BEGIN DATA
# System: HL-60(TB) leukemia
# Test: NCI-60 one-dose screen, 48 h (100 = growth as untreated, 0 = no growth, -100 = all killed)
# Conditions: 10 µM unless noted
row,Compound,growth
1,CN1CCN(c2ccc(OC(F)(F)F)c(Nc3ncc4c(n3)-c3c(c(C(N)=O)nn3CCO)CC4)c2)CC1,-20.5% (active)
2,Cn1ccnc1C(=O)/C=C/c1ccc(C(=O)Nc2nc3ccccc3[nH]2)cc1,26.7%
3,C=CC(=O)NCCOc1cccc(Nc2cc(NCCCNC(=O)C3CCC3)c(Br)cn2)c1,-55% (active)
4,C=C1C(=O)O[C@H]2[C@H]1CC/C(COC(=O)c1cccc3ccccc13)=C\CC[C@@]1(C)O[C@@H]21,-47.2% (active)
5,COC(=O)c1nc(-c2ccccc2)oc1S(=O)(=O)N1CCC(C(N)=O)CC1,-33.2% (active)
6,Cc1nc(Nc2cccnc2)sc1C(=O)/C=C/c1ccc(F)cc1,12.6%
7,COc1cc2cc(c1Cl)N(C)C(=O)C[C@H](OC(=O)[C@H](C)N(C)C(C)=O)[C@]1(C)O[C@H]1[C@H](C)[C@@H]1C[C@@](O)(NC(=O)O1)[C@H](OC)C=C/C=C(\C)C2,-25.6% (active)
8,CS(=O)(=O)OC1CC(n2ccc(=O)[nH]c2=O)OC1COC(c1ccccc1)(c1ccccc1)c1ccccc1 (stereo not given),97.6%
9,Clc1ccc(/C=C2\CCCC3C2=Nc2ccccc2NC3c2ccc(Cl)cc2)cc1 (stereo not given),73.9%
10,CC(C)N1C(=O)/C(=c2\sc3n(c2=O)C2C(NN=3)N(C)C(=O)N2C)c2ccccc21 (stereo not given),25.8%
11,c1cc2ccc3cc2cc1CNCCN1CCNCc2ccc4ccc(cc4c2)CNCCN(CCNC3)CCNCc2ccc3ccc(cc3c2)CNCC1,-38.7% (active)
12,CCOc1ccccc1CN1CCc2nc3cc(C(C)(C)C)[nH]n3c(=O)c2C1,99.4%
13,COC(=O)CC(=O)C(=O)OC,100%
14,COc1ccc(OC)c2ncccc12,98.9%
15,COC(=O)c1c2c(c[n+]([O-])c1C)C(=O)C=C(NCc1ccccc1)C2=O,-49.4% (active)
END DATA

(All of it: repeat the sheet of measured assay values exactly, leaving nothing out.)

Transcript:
# System: HL-60(TB) leukemia
# Test: NCI-60 one-dose screen, 48 h (100 = growth as untreated, 0 = no growth, -100 = all killed)
# Conditions: 10 µM unless noted
row,Compound,growth
1,CN1CCN(c2ccc(OC(F)(F)F)c(Nc3ncc4c(n3)-c3c(c(C(N)=O)nn3CCO)CC4)c2)CC1,-20.5% (active)
2,Cn1ccnc1C(=O)/C=C/c1ccc(C(=O)Nc2nc3ccccc3[nH]2)cc1,26.7%
3,C=CC(=O)NCCOc1cccc(Nc2cc(NCCCNC(=O)C3CCC3)c(Br)cn2)c1,-55% (active)
4,C=C1C(=O)O[C@H]2[C@H]1CC/C(COC(=O)c1cccc3ccccc13)=C\CC[C@@]1(C)O[C@@H]21,-47.2% (active)
5,COC(=O)c1nc(-c2ccccc2)oc1S(=O)(=O)N1CCC(C(N)=O)CC1,-33.2% (active)
6,Cc1nc(Nc2cccnc2)sc1C(=O)/C=C/c1ccc(F)cc1,12.6%
7,COc1cc2cc(c1Cl)N(C)C(=O)C[C@H](OC(=O)[C@H](C)N(C)C(C)=O)[C@]1(C)O[C@H]1[C@H](C)[C@@H]1C[C@@](O)(NC(=O)O1)[C@H](OC)C=C/C=C(\C)C2,-25.6% (active)
8,CS(=O)(=O)OC1CC(n2ccc(=O)[nH]c2=O)OC1COC(c1ccccc1)(c1ccccc1)c1ccccc1 (stereo not given),97.6%
9,Clc1ccc(/C=C2\CCCC3C2=Nc2ccccc2NC3c2ccc(Cl)cc2)cc1 (stereo not given),73.9%
10,CC(C)N1C(=O)/C(=c2\sc3n(c2=O)C2C(NN=3)N(C)C(=O)N2C)c2ccccc21 (stereo not given),25.8%
11,c1cc2ccc3cc2cc1CNCCN1CCNCc2ccc4ccc(cc4c2)CNCCN(CCNC3)CCNCc2ccc3ccc(cc3c2)CNCC1,-38.7% (active)
12,CCOc1ccccc1CN1CCc2nc3cc(C(C)(C)C)[nH]n3c(=O)c2C1,99.4%
13,COC(=O)CC(=O)C(=O)OC,100%
14,COc1ccc(OC)c2ncccc12,98.9%
15,COC(=O)c1c2c(c[n+]([O-])c1C)C(=O)C=C(NCc1ccccc1)C2=O,-49.4% (active)